The Olympic committee sought a system of pictograms to facilitate the movement of athletes and spectators from every country. If the search for an icon of access started during preparations for the international exhibition (Expo 67) held in Montréal, Otl Aicher’s pictogram system for the 1972 Olympic Games in Munich would set a new benchmark that every such event since has tried to match. In 2008, the pictograms for both Olympic and Paralymic games met officially established international standards for public information symbols. The twenty sports pictograms for the Paralympic Games, designed by the Central Academy of Fine Arts, reflect the traditional calligraphy of Chinese seal script. These gave visitors to Beijing help in finding their way. Yet the problems of wayshowing (Møllerup 2006) and navigation are posed every day in the urban environment, not just every four years.
Intent on establishing a global standard, New York-based Rehabilitation International partnered with the United Nations and the International Standards Organisation in Geneva to initiate a design competition to find an icon that could be applied consistently everywhere. The search began for a suitable symbol that would be identifiable from a reasonable distance, self-descriptive, simple and aesthetic, practical, and have no secondary meanings (Groce 2002). The aim was to replace the surfeit of local designs with an authorised international icon recognisable to travelers throughout the world. The evolution of the resulting access icon shows a clear progression from social exclusion to inclusion. During the long first stage, of social exclusion, few if any barriers were recognised or removed. No icon was needed. During the short second stage, representations of wheelchairs were devised and deployed. Indeed, all symbols submitted to the international design competition were graphic representations of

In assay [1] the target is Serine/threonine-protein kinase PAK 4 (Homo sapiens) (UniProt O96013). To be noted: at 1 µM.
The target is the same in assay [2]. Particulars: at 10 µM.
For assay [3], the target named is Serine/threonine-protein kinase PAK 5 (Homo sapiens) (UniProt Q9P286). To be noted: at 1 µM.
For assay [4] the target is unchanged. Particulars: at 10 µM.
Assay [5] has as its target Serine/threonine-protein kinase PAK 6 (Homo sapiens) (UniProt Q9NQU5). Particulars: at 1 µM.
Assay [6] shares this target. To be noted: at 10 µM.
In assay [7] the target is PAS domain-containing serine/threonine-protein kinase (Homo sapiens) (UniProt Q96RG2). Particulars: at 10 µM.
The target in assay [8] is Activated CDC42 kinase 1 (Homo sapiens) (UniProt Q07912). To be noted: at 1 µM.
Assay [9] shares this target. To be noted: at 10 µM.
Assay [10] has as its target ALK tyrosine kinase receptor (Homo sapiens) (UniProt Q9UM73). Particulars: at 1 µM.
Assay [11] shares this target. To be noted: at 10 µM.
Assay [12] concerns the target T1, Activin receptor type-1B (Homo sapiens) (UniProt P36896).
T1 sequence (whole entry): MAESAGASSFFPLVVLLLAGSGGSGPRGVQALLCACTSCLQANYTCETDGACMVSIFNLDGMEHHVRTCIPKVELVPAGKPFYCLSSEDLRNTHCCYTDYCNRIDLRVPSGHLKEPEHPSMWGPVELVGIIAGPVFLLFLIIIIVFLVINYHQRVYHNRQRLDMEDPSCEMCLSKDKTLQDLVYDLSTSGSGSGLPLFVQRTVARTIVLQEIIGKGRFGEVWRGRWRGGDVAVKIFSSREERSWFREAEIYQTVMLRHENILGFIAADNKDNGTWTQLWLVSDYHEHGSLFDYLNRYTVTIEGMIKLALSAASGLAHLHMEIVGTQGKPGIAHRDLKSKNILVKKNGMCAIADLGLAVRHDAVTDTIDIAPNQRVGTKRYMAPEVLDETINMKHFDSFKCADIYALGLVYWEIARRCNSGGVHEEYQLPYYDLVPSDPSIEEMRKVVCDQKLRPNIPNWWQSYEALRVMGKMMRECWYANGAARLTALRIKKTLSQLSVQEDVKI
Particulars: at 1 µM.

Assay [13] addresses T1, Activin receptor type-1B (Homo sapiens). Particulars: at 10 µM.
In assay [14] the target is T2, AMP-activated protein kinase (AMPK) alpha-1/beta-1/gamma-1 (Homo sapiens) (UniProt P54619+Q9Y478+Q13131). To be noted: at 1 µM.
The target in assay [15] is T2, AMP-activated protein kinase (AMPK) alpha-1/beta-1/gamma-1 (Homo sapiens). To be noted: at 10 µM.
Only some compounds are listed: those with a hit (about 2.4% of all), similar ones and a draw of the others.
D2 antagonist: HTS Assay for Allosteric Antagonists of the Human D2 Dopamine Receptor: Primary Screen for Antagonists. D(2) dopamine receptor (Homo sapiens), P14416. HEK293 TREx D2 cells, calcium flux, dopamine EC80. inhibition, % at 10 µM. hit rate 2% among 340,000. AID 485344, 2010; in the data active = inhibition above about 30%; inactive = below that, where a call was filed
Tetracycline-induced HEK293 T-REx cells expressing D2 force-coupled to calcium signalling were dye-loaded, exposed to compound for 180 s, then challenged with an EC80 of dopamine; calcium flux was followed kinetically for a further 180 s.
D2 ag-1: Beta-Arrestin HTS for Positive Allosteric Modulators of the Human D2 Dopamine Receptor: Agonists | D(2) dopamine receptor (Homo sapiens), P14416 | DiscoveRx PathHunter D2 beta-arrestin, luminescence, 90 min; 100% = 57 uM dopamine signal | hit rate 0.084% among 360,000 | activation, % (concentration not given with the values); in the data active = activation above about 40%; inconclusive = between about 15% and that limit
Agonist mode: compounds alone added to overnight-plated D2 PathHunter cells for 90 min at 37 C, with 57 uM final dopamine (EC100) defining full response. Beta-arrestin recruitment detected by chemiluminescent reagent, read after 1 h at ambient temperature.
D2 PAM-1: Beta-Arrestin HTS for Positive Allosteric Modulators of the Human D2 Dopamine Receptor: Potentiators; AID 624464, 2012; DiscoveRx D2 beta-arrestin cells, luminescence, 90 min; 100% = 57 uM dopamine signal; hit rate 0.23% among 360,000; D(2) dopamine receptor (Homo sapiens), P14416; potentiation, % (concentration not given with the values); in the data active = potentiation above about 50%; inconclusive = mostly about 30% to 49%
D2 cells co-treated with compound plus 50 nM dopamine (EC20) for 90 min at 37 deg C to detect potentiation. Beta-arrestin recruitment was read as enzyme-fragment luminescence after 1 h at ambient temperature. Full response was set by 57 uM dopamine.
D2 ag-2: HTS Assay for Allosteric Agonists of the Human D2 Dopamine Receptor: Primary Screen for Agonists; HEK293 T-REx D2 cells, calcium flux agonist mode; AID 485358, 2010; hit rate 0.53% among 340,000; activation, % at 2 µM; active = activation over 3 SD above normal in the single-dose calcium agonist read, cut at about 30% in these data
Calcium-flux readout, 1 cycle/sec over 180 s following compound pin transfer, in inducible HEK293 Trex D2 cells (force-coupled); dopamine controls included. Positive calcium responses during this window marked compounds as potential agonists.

“In 2008, the pictograms for both Olympic and Paralymic games met officially established international standards for public information symbols”